Marketing Tips

Offline Marketing Strategies for Interior Designers

To grow your interior design business, you can’t rely completely on word of mouth. While word of mouth is perhaps the best form of marketing, it can be unreliable. To generate leads on a consistent and dependable basis, you need to create a realistic marketing plan that covers both online and offline strategies.

Think that offline marketing is a relic of the past? Think again. Offline marketing efforts, such as cold calling and direct mail campaigns, are still effective ways to promote your interior design services to local prospective clients. In fact, you’re likely to reach more of your target clients through tried and true offline methods than you are with newer marketing concepts.

If you haven’t already, be sure to check out our guide to online marketing strategies for interior designers here: How to Use Facebook to Market Yourself as an Interior Designer. In this post, we’ll focus exclusively on offline marketing tips.

Check out this list of seven additional offline marketing strategies for interior designers here.

You Need a Business Card

Offline marketing interior design
First things first, you absolutely need a business card. While you can always verbally direct prospective clients to your website or social media pages, it’s much more convenient to simply hand over your business card. Business cards also minimize the likelihood that your new leads will forget your social media user name or website address.

Although it’s tempting, don’t cut corners with the quality of your business card. In other words, forego printing them yourself or buying the cheapest package. Instead, invest in a premium business card. Remember that your business card is part of your marketing efforts and indicates who you are as a brand. Because it serves as a first impression of your brand, your business card should communicate excellence. Opt for heavy cardstock which weighs more and immediately conveys the right message.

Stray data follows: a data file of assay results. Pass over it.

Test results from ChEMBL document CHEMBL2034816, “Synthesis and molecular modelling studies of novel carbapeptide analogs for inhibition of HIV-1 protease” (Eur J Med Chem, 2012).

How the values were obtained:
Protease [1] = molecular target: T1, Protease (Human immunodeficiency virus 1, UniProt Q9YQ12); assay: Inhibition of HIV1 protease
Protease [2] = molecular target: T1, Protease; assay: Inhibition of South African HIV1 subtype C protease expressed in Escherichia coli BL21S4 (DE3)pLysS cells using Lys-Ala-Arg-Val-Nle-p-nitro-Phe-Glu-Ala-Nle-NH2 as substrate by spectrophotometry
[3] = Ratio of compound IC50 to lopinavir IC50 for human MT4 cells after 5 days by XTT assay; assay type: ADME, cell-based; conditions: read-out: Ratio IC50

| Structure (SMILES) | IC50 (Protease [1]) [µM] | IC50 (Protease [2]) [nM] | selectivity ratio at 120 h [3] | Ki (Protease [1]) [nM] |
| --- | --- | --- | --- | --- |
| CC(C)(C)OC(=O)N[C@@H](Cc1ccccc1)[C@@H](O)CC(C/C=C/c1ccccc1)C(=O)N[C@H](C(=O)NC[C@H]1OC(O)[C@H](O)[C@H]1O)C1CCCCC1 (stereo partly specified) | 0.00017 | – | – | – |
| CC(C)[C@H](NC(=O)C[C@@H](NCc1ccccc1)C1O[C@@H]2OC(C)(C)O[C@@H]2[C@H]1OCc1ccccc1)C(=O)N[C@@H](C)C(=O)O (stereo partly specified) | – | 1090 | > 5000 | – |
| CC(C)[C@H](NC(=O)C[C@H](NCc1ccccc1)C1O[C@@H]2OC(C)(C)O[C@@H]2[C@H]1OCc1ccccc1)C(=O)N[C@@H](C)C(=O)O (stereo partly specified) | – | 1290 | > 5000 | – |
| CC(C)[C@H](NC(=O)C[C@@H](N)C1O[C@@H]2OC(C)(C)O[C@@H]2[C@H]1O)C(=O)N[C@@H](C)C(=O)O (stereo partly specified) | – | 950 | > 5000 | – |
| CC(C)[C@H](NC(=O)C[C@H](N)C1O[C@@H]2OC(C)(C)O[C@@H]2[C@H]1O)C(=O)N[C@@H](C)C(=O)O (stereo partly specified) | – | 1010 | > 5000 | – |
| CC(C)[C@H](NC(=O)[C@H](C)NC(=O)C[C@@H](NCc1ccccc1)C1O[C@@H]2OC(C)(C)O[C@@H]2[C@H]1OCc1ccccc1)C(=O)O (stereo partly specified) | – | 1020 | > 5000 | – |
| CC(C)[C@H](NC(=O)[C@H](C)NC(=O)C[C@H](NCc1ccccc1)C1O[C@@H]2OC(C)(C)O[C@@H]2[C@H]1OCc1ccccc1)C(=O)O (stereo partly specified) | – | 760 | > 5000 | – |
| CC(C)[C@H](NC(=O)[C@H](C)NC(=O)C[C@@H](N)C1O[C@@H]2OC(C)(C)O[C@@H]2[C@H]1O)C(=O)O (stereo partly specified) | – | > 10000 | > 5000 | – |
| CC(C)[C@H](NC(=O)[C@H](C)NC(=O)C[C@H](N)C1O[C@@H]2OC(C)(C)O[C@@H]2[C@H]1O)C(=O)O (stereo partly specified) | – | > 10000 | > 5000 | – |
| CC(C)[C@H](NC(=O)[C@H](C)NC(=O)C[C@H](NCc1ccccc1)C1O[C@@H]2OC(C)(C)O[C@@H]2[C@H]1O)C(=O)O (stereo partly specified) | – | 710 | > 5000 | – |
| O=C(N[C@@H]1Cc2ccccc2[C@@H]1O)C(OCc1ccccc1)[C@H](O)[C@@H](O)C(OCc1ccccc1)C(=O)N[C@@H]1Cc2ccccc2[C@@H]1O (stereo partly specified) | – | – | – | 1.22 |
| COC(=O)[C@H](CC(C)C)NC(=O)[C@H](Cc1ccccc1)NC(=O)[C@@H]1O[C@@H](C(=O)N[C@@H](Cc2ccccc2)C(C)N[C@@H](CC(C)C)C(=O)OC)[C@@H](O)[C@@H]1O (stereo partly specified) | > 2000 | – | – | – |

Your business card is an opportunity to showcase your unique design aesthetic (i.e., minimalistic, avant garde, traditional), so choose the design wisely.

When designing your business card, be careful to carry the same fonts, logo, and color scheme as you use with the rest of your branding. Be consistent with your branding. If you update the look of your website, update your business cards and printed marketing materials accordingly.

Other ways to make your business card stand out:

  • Choose a unique background color instead of opting for the traditional white
  • Design your business card in portrait mode instead of landscape
  • Consider adding a magnet to your business card to make it more usable by a prospective client

Participate in a Designer Showhouse

Participating in a designer showhouse can provide much-needed offline, and even online, exposure. Not only will your design be seen by those who are able to physically tour your space, you’ll also reach prospective clients who discover your work through the pages of a printed publication or a television segment on a local morning show.

In order to participate in a designer showhouse, you’ll need to be invited first. Invites are usually issued by a jury of interior designers. To be considered, send in your portfolio months in advance of the show. It wouldn’t be a stretch to send out your portfolio as much as six months before the show, so start preparing early. To minimize paperwork, many juries prefer email submissions, so be sure that your portfolio is digital or accessible online.

Participating in a designer showhouse is not cheap. How much you’ll need to invest in your design depends on the strength of your professional connections. You may be able to get donations or loans for your space’s furniture and accessories. If not, you’ll need to cover the cost personally. You’ll also need to pay to advertise your showhouse in local publications.